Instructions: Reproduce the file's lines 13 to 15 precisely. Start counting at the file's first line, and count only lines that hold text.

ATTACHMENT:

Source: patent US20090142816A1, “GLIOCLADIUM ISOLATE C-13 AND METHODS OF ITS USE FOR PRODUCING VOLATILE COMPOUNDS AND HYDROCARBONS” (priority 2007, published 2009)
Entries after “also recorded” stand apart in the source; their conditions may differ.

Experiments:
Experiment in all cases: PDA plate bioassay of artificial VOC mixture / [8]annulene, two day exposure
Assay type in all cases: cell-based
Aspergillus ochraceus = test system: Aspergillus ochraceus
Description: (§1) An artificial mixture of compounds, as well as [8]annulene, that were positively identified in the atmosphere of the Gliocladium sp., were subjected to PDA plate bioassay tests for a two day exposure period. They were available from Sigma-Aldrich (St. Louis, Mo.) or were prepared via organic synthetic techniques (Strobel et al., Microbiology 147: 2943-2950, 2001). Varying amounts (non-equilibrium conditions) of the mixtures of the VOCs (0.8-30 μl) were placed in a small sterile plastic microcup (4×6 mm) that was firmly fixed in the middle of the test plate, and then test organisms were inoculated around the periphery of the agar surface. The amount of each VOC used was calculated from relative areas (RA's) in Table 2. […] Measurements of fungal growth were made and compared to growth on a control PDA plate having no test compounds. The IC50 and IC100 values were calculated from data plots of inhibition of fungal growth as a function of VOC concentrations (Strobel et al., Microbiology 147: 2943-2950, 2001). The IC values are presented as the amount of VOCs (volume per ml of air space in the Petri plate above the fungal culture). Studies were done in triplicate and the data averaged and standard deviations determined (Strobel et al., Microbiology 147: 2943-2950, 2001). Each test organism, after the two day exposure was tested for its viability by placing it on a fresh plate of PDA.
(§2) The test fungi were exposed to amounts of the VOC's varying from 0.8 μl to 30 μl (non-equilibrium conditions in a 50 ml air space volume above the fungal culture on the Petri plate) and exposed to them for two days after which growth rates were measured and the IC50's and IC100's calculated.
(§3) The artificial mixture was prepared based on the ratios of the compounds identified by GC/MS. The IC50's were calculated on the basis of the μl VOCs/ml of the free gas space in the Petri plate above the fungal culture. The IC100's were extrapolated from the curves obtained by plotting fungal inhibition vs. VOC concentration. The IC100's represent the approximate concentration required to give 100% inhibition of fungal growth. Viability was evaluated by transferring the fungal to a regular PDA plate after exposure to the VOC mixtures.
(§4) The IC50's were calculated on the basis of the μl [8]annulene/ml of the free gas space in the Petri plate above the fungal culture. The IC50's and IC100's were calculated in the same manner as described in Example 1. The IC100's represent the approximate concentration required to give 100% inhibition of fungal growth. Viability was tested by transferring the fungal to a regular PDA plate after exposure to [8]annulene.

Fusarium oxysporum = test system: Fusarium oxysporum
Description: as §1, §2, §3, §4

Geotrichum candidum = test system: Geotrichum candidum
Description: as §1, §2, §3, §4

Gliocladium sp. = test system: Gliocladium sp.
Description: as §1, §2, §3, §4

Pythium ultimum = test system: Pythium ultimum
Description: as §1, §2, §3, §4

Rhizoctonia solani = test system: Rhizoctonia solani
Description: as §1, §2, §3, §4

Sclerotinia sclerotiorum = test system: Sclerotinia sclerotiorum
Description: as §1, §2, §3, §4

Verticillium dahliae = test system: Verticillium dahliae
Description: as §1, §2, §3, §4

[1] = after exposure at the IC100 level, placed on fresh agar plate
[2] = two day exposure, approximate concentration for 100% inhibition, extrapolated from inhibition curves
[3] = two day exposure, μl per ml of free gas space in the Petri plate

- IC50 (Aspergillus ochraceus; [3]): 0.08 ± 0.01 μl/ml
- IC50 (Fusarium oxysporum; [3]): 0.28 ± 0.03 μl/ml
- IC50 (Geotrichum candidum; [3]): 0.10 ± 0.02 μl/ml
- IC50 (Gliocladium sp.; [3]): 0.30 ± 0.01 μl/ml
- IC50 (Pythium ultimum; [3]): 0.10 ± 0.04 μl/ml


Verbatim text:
Geotrichum candidum = test system: Geotrichum candidum
Description: as §1, §2, §3, §4

Gliocladium sp. = test system: Gliocladium sp.